Advanced scans show that soccer players who head the ball frequently have changes in the white matter of their brain that mirror those seen in traumatic head injuries.
Additionally, the study published in the journal Radiology revealed that these athletes face a higher risk of developing memory and thinking problems.
The current study follows a previous one conducted by the same researchers that found that frequently heading the ball during soccer games can lead to brain injury. They noted that all five areas of the brain were affected.
Michael L. Lipton, M.D., Ph.D., associate director of Einstein’s Gruss Magnetic Resonance Research Center and medical director of MRI services at Montefiore, the University Hospital and academic medical center for Einstein explained:
“We studied soccer players because soccer is the world’s most popular sport. Soccer is widely played by people of all ages and there is concern that heading the ball – a key component of the sport – might damage the brain.”
Soccer players head the ball six to 12 times on average during a game – and these balls can travel at speeds of over 50 miles per hour. During a practice session, players often head the ball more than 30 times.
The impact from a single heading will most likely not result in brain damage like laceration of nerve fibers, but scientists have worried that damage from repeated headings could be significant.
Dr. Lipton said “Repetitive heading could set off a cascade of responses that lead to degeneration of brain cells over time.”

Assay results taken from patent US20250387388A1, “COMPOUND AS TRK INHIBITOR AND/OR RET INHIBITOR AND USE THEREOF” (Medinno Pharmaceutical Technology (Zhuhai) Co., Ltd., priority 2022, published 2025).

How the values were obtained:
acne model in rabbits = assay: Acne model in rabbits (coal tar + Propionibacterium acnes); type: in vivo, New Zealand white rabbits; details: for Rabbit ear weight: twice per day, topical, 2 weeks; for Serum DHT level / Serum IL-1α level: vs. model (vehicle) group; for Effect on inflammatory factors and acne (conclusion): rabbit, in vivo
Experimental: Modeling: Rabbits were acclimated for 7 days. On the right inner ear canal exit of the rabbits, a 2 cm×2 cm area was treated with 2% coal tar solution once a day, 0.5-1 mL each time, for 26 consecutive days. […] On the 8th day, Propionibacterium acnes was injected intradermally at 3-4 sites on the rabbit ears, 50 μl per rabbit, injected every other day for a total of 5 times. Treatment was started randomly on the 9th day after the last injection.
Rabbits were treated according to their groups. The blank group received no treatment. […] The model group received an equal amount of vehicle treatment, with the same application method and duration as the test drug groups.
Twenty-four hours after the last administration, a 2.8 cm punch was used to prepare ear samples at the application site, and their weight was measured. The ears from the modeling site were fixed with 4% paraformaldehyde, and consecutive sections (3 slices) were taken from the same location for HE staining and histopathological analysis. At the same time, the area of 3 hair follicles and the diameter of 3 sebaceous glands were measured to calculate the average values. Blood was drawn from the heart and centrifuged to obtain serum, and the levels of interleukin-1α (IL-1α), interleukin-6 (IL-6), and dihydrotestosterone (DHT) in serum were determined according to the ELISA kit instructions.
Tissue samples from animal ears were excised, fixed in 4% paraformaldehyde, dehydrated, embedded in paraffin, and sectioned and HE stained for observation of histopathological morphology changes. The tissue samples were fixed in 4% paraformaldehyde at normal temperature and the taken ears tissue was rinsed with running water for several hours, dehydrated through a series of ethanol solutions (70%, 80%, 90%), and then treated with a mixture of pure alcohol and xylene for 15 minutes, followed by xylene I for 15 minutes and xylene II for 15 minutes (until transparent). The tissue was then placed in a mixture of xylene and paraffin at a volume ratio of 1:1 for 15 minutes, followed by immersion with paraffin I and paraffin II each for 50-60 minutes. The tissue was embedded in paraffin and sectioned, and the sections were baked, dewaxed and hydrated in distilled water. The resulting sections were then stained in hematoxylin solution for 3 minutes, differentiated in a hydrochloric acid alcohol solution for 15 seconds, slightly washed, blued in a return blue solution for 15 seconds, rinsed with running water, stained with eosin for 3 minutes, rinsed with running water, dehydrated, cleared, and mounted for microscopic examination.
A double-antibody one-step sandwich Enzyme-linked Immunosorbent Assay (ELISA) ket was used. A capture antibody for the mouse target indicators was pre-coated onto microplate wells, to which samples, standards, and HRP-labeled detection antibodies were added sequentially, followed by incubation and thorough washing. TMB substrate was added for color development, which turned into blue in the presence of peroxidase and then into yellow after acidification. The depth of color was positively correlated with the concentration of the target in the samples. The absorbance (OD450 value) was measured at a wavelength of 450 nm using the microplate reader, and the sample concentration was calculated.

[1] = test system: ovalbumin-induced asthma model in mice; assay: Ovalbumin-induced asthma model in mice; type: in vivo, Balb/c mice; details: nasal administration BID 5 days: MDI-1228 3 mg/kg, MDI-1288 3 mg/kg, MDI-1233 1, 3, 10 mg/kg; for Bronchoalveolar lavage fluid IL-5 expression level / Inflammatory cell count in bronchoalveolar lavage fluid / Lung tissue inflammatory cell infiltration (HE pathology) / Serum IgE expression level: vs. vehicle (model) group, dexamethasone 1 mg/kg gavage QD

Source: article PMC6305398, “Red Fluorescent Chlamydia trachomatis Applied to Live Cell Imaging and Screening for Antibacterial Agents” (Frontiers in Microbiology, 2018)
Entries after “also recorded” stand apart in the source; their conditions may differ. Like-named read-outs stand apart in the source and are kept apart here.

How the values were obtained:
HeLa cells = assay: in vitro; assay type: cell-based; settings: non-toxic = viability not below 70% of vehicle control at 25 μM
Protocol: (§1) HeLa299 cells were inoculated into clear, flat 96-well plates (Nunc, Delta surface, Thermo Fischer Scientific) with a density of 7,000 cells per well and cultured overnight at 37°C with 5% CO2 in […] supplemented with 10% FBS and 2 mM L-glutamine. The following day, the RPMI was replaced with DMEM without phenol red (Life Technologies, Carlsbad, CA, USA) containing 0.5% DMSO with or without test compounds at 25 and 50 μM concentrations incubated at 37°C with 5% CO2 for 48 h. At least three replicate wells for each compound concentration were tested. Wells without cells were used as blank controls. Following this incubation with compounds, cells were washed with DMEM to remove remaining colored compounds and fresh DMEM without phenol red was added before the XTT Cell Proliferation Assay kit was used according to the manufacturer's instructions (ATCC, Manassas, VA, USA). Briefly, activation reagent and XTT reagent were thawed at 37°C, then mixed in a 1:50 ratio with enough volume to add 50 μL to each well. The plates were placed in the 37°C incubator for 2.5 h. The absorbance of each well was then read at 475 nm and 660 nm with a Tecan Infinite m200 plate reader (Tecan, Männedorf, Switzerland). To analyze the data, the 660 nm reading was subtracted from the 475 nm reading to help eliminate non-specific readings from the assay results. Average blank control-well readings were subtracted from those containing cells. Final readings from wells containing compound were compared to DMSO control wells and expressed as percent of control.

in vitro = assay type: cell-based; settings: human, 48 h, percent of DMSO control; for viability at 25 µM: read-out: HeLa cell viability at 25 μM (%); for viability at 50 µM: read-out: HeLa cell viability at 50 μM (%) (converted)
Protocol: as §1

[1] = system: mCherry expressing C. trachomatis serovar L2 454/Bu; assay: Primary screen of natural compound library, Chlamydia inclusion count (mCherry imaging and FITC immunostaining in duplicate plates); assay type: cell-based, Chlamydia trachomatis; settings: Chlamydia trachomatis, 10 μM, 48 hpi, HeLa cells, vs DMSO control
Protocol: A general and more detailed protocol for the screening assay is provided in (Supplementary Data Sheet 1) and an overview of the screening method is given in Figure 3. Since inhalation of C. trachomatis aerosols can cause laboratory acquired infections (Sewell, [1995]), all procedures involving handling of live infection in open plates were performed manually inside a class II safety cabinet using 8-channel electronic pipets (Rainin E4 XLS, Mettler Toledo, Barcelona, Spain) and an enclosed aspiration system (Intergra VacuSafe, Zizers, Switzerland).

In order to examine possible brain injury from heading, the investigators used diffusion tensor imaging (DTI) – a modern MRI-based imaging technique – on 37 amateur adult soccer players (with a median age of 31 years), who had played soccer since childhood.
The subjects reported playing soccer for an average of 22 years and 10 months over the last year. Investigators categorized the players based on heading frequency and then compared the DTI brain images of the most frequent headers with those of the other players. Each participant also took part in cognitive testing.
DTI reveals the movement of water molecules within and along axons – the nerve fibers that make up the brain’s white matter. The imaging method lets investigators calculate the uniformity of water movement (called fractional anisotropy, or FA) throughout the brain.
Unusually low FA within white matter suggest axon damage and has been previously linked to cognitive impairment in patients with traumatic brain injury.
Dr. Lipton said:
“The DTI findings pertaining to the most frequent headers in our study showed white-matter abnormalities similar to what we’ve seen in patients with concussion. Soccer players who headed the ball above a threshold between 885 to 1,550 times a year had significantly lower FA in three areas of the temporal-occipital white matter.”
Players who perform over 1,800 headings per year were more likely to exhibit worse memory scores compared to subjects with fewer headings per year.
Dr. Lipton concluded:
“Our study provides compelling preliminary evidence that brain changes resembling mild traumatic brain injury are associated with frequently heading a soccer ball over many years. While further research is clearly needed, our findings suggest that controlling the amount of heading that people do may help prevent brain injury that frequent heading appears to cause.”
Recurring head trauma in athletes has become a popular and worrisome topic. Repeated blows to the head during contact sports such as football are said to result in brain damage. The progression of the damage in athletes is characterized first by trouble focusing, followed by aggression and eventually dementia.
Written by Kelly Fitzgerald